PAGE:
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Know Your Numbers: LDL vs. HDL

Know Your Numbers: LDL vs. HDL

Healthy Cholesterol Levels

While many people understand that it's important to manage your cholesterol levels, most of us don't know what ranges are considered healthy. In light of National Cholesterol Education Month, learn more about what your cholesterol reading means for your health.

LDL (Bad Cholesterol)

Low-density lipoprotein (LDL) is commonly referred to as the “bad” cholesterol. LDL makes up most of the cholesterol found in the human body and is responsible for causing high cholesterol, and excess amounts of it can lead to the development of cardiovascular disease.

Your LDL levels should be less than 100 milligrams per deciliter (mg/dL) to be considered healthy.

LDL Foods

You take in LDL through the foods you eat. To keep your LDL levels under control, try to limit the following types of food:

  • Fast food
  • Fried foods
  • Butter
  • Processed foods
  • Dairy products
  • Fatty meats

HDL (Good Cholesterol)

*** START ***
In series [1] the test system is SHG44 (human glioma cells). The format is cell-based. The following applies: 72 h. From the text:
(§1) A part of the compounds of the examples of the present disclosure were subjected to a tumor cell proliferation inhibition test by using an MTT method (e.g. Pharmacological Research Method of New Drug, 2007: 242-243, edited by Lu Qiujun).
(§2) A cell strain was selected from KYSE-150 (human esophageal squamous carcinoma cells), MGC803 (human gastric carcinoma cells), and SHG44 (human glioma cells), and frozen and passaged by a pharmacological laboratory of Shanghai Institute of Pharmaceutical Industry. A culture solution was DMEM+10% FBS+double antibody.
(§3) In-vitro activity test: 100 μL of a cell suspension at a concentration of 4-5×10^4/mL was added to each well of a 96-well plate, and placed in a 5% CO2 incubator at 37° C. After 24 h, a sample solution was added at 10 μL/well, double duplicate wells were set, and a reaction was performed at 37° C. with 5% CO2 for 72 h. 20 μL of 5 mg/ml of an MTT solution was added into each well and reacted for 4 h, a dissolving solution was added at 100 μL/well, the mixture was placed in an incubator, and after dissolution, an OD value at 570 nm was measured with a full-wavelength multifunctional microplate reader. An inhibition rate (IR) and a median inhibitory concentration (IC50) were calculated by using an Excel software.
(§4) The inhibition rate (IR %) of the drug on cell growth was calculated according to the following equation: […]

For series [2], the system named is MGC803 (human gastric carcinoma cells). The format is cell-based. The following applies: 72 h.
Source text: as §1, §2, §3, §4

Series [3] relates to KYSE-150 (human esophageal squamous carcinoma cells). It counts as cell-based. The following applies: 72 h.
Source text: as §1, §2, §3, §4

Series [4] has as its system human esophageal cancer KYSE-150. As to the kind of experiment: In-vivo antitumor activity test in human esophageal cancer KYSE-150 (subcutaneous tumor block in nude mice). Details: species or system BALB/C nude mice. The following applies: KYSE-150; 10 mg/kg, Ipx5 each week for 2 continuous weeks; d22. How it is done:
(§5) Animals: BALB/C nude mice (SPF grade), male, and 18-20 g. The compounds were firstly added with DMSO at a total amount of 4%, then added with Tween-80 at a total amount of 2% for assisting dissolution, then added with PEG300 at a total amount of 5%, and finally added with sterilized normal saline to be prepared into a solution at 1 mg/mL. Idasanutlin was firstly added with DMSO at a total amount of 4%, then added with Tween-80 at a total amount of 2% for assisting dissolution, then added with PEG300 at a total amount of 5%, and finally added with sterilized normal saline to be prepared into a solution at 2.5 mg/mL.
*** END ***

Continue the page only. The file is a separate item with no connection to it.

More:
High-density lipoprotein (HDL), on the other hand, is the "good" cholesterol. This is because HDL helps reduce your total cholesterol levels by absorbing LDL and transporting it to the liver, where it can be broken down and removed from the body. HDL ultimately reduces your risk of developing heart disease and having a cardiac event.

Your HDL levels should be 40 milligrams per deciliter (mg/dL) or higher to be considered healthy.

HDL Foods

Although your body produces HDL on its own, you can also increase your levels through the foods you eat. Some foods rich in good cholesterol include:

  • Fatty fish like salmon and sardine
  • Whole grains
  • Beans
  • Avocados
  • Fruits like apples and grapes

If you have questions about your cholesterol levels, be sure to reach out to your primary care provider.

CCH is open, safe and ready to see you.

With almost 80 physicians, physician assistants and nurse practitioners in nearly 20 specialties, CCH is committed to your wellbeing right here at home. If you have been putting off a visit to your doctor for a regular checkup, contact them; they can help weigh your personal healthcare risk and avoid further delayed diagnoses.

Visit www.cchwyo.org/findadoc to find your provider or clinic